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Bea Alonzo explains why its tough to be an actor in the Philippines

Bea Alonzo talks about the difficulty of doing two or more acting projects at the same time.



2/21/2011 2:14 AM
Bea Alonzo explains why its tough to be an actor in the Philippines

Bea Alonzo recently posed as Audrey Hepburn for The Best of Hollywood Tribute Photo Exhibit sponsored by the Velvet Channel. This event, which is already on its third year, is geared to promote the exclusive airing of the 83rd Academy Awards on Velvet and ABS-CBN. In an interview with Push.com.ph before her photo shoot, Bea shared that she is betting for Natalie Portman to win the Best Actress trophy for her performance in the movie Black Swan.

After seeing Black Swan, Bea was very impressed with Natalie'rsquo;s performance and that she salutes the Hollywood actress for the long and bloody preparation she went through for the role. Bea expressed her wish that maybe in one project she can be given months or a whole year to prepare for a single role. However, she knew that it'rsquo;s impossible given the set up of showbiz in the Philippines.

"Sa Hollywood you are given like an entire year to prepare for one role. Dito sa atin you only have a month or two weeks to prepare before you shoot. So hindi talaga mag a apply sa atin 'lsquo;yung method acting. If mabigyan lang ako ng chance na mag prepare nang matagal I would love to. Mahirap lang 'lsquo;yun kapag two projects at the same time ang ginagawa mo, isang movie at isang teleserye usually."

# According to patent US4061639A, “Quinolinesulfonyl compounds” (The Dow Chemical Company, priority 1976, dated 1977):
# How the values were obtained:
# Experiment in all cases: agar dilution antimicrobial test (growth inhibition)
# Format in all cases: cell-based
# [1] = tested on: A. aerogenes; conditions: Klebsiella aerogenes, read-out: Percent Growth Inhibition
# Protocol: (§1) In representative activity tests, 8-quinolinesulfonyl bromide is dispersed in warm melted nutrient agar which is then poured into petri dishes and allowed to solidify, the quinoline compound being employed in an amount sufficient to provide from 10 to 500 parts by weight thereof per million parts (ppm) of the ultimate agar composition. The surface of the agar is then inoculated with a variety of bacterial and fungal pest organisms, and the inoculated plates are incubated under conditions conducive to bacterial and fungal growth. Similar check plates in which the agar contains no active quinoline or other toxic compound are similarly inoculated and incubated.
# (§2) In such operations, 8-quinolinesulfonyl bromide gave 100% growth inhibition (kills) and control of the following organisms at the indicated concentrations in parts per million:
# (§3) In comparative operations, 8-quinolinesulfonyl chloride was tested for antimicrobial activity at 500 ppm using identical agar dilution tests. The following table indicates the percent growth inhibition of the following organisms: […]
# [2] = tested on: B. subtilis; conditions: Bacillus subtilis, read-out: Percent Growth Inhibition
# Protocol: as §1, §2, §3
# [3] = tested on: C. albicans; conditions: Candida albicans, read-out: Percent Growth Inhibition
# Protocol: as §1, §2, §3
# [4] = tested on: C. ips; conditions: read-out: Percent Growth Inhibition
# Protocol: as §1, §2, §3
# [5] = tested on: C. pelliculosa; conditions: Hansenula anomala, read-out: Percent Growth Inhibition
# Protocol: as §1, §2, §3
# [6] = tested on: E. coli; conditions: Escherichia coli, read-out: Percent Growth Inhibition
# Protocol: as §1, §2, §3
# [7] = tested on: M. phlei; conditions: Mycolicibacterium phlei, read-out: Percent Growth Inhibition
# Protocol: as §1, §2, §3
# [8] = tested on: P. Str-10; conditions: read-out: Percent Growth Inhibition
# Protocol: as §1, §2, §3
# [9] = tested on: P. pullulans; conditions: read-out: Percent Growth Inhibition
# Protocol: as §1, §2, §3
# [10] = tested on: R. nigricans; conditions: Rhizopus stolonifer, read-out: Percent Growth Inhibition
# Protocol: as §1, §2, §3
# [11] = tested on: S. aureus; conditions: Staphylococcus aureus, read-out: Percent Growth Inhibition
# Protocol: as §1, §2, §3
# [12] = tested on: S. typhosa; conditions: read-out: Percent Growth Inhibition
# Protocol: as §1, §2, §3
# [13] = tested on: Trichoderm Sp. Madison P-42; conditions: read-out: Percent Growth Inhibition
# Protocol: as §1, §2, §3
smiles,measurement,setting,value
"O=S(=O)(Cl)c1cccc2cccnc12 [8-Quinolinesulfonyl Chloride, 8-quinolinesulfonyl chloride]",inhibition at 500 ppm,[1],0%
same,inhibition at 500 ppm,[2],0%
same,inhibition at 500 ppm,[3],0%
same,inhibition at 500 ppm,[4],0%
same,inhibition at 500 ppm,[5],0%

The 23-year-old actress, who is currently doing a teleserye with Robin Padilla and is about to begin shooting a movie with Vic Sotto, talked about the one time she was prepped for a role. When she was shooting the movie And I Love You So in 2009, director Lauren Dyogi gave her a surprise. "When I came to the set on the first day of shoot I was having a pretty and colorful day, I was holding a cup of coffee, sobrang energetic at 1PM. Direk Lauren told me, 'lsquo;Give me your cellphone. Isolate yourself. From now on you are not allowed to talk to anybody kasi today we'rsquo;re going to shoot all your emotional scenes.'rsquo; Ang kukunan daw namin that day was the first anniversary of my husband'rsquo;s death. Sabi ko pa 'lsquo;Are you serious?!'rsquo;"

She was then made to stay in a room all alone and according to her, the isolation almost drove her crazy. "Wala akong makausap. Walang TV at cellphone. They were playing emotional songs. Timing pa na umuulan. Sabi sa akin I can cry whenever I feel like crying. Pakiramdam ko talaga para akong namatayan. Tipong makakatulog ka na sa sobrang pagod, pero paggising mo malungkot ka pa rin. Nasabi ko tuloy sa sarili ko, 'lsquo;Buti pa 'lsquo;yung ibon, malayang nakakalipad.'rsquo; I was so depressed!"

After many hours, she was called out of the room and was asked to shot a scene. Bea said she was carrying the melancholy emotion when she did the scene, even when the shoot was packed up and when she went home. "Kung ano na 'lsquo;yung hitsura ko, 'lsquo;yun na ang kinunan sa eksena. Wala akong make-up, ni hindi man lang na blower 'lsquo;yung buhok ko. Ang eksena was pinahiga ako sa bato and iiyak lang ako nang iiyak. After ng scene, siyempre cut. Pero ayoko nang bumitaw sa bato. Gusto ko na lang umiyak n